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Power Catamarans: A Complete Guide

Dec 06, 2023

less than a min

Power Catamarans: A Complete Guide

Power Catamarans, often termed as the epitome of modern maritime engineering, are gaining popularity for all the right reasons. Their distinct design, enhanced stability, and cruising efficiency set them apart from traditional monohull boats and even their sail-driven counterparts. This guide dives into the world of Power Catamarans, shedding light on their advantages and how they compare to other vessels like monohulls and trimarans.

Historical Prelude:

The concept of catamarans traces its roots back to ancient maritime cultures. However, the power catamaran is a relatively modern innovation that marries the traditional twin-hull design with powerful engines, offering a unique blend of speed, stability, and space.

Distinguishing Design:

Power Catamarans are characterized by their twin hulls, which significantly reduce the drag, thus enhancing speed and fuel efficiency. Unlike monohulls, they have a broader beam, which contributes to increased stability and more living space. The absence of a ballast for stability further lightens the vessel, contributing to its speed and fuel economy

Speed and Handling:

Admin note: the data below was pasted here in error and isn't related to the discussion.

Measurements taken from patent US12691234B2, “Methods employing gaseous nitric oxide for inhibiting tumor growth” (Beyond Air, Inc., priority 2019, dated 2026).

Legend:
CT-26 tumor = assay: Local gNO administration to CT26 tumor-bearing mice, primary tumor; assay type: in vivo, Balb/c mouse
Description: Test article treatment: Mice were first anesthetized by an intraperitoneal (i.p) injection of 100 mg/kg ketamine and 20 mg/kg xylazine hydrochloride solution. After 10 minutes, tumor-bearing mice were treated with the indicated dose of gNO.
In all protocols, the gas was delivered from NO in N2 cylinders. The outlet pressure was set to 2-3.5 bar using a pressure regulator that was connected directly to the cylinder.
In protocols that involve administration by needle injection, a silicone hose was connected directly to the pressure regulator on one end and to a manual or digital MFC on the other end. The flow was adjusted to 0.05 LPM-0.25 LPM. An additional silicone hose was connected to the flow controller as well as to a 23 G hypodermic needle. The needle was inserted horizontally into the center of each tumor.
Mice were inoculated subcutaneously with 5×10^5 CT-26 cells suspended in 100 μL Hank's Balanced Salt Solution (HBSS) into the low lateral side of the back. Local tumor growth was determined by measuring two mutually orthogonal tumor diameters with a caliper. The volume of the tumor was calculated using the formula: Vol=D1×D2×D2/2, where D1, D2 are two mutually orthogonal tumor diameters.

One of the significant advantages of power catamarans is their speed and handling. The twin hulls allow for a smoother glide over the water, making them particularly favorable for watersports enthusiasts. Their handling in rough waters is superior to monohulls, thanks to the inherent stability provided by the dual-hull design.

The stability of power catamarans is unparalleled, especially when compared to monohulls. The wide beam and twin hulls provide a stable platform, reducing the rocking and rolling common in monohulls. This stability is not only comforting in rough seas but also crucial when docking or anchoring.

Comfort and Space:

The spacious design of power catamarans offers homelike livability, with ample room for cabins, lounges, and even onboard amenities like grills and bars. The wide beam also allows for large deck spaces, ideal for sunbathing or enjoying the scenic ocean vistas.

Economy and Redundancy:

Power catamarans are economical, with fuel efficiency being one of their selling points. The redundancy built into their design, with separate engines for each hull, provides an added layer of safety, ensuring that the vessel can return to shore even if one engine fails.

Regular Upkeep and Care:

Power catamarans, given their unique design and structure, come with their own set of maintenance requirements. Like all boats, routine checks and upkeep are essential to ensure smooth sailing. The twin hull design means double the underwater gear – from propellers to rudders, which necessitates regular inspections for any signs of wear, tear, or fouling.


Given that power catamarans have a larger surface area underwater due to their twin hulls, they may be more susceptible to marine growth. Regular antifouling treatments can help in keeping the hulls clean, ensuring optimal performance and fuel efficiency.

Engine Maintenance: